When using some apps like Plugshare, if someone else is using the charging station you may drive up and realize that the charging stations are in use and have to wait for them to finish charging before you can access it. It does take more time to recharge when on a road trip than a typical gas station fill-up.

You will need to join a network to activate the charging stations. There are several networks: ChargePoint, EVgo, Blink, Electrify America to name a few and they each require you to sign-up to access their proprietary charging stations. This typically requires them having access to your credit card and either pre-paying or allowing access for payment when charging.

The cost of purchasing a new EV is not in alignment with a comparable internal combustion vehicle yet. However, costs are coming down and are projected to be at parity within the next few years.

What Are Some Common Misconceptions About Driving An Electric Car?

They’re Slow: False, drivers associate an electric battery with what they know about hybrids (think Prius). However, single-speed transmission and instant torque mean an electric vehicle has mind-blowing quickness. 

Short-Range: False, the average range for upcoming EV models is over 300 miles. 

Not Enough Models: False, currently, there are 61 models of plug-in hybrid and full battery electric passenger duty vehicles. By 2026, another 96 models will be coming to market. To date, there has been $460B in global investment in EVs. There are also electric school and transit buses and medium and heavy-duty trucks.

More Expensive to Own and Operate: False, typical drivers save $6,000 to $10,000 over the life of the vehicle, versus owning a comparable gas-powered vehicle. 

Just as Many Emissions with an EV as an Internal Combustion Vehicle: False, there is a misconception that an electric vehicle generates as many upstream emissions when making the electricity to power an EV as a gas-powered car. This is false. While the source of your electricity has an effect on the emissions of your electric vehicle, EVs in Georgia emit almost 70% fewer GHG emissions annually compared to gasoline vehicles. This is because electric vehicles are so much more efficient and our electricity grid is getting cleaner every day. On average in the U.S., a gasoline-powered car has to get 88 mpg to have the same GHG emissions benefits as an electric car. Also of note, these emissions reductions are improving every year as more renewable energy is added to the grid. So, EVs continue to get cleaner over their lifetime.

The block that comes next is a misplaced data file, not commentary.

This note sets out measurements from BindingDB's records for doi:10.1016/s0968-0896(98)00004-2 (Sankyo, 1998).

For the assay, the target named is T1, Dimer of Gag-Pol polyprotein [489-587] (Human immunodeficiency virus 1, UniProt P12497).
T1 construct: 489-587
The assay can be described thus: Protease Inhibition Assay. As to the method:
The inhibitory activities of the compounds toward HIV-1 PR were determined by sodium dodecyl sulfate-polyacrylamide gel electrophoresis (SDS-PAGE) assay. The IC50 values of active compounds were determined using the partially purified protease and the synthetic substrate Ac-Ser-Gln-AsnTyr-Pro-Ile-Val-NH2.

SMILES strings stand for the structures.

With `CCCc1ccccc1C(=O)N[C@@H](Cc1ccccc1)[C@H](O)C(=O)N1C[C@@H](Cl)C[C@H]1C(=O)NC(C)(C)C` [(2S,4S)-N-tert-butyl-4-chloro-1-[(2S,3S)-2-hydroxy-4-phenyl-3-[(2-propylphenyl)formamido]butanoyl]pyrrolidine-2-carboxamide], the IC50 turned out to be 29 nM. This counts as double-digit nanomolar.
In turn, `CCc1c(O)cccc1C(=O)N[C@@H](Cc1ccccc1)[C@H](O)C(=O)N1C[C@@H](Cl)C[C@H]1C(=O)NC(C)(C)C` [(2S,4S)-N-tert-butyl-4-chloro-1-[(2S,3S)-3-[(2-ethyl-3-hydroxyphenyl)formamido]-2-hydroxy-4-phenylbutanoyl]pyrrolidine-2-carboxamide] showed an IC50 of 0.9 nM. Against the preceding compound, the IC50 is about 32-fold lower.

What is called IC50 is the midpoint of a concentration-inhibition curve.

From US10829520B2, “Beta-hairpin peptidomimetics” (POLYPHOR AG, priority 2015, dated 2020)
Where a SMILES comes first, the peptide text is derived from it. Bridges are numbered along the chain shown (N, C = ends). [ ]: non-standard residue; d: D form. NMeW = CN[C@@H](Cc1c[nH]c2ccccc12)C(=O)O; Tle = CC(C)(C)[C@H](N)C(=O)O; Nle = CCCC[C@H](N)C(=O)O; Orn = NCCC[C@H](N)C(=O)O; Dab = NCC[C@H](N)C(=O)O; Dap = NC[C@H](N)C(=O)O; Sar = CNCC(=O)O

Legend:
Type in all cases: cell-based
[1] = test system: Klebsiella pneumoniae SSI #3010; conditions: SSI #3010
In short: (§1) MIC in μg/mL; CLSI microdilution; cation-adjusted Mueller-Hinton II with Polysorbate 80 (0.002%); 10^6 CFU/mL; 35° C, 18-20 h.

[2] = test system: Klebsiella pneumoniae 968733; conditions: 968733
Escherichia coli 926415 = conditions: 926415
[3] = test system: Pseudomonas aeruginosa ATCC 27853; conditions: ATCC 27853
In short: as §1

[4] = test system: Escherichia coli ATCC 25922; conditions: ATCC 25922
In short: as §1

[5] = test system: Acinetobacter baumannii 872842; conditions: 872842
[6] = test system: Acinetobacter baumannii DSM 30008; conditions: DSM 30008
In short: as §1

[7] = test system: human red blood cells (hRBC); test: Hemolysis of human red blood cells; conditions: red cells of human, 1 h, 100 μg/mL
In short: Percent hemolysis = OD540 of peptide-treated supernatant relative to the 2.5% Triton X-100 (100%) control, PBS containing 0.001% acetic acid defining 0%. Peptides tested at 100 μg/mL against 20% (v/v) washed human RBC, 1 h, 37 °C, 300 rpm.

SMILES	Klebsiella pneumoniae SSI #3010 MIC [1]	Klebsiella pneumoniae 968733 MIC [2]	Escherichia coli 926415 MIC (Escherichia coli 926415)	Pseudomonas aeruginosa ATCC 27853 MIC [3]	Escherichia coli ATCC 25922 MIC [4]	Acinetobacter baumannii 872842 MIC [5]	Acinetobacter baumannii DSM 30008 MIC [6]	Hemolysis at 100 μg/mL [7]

Is Driving an Electric Car Better For The Environment Than Driving a Gasoline-Powered Vehicle?

Absolutely, EVs in Georgia emit almost 70% fewer GHG emissions annually compared to gasoline vehicles. This is because electric vehicles are so much more efficient and our electricity grid is getting cleaner every day.

A recent study from Yale demonstrated that when looking at all emissions from cradle to grave, "the total indirect emissions from electric vehicles pale in comparison to the indirect emissions from fossil fuel-powered vehicles…..The supply chain for combustion vehicles is just so dirty that electric vehicles can’t surpass them, even when you factor in indirect emissions.”

Other Resources

Here are a few of our favorite resources to learn more about EVs in Georgia.

PlugStarfrom Plug in America is a fantastic resource for exploring light-duty vehicle options. 

Transportation Electrification in the Southeast a report from SACE and Atlas Public Policy captures regional and state-specific growth in Alabama, Florida, Georgia, North Carolina, South Carolina, and Tennessee. The Georgia-specific pagehighlights how the Peach State is number one in per-capita charging infrastructure in the region. 

Key findings from the report Retained Transportation Fuel Spending in the Southeast by SACE show that two-thirds of the $94 billion spent on gas and diesel leaks out of the region’s economies annually. EVs could do the same amount of work for $52 billion because electricity is cheaper and more efficient. Most electricity costs are local, so two-thirds of the money spent on electricity stays in the region's economies. If all the cars, trucks, and buses in Georgia were electric today, there would be an additional $7.9 billion circulating through the economy annually. 

Meet Our Experts

This toolkit was written by the experts at the Southern Alliance for Clean Energy.

Dory Larsen

Electric Transportation Program Manager

Southern Alliance for Clean Energy

Patrick King

Electronic Transportation Equity Manager

Southern Alliance for Clean Energy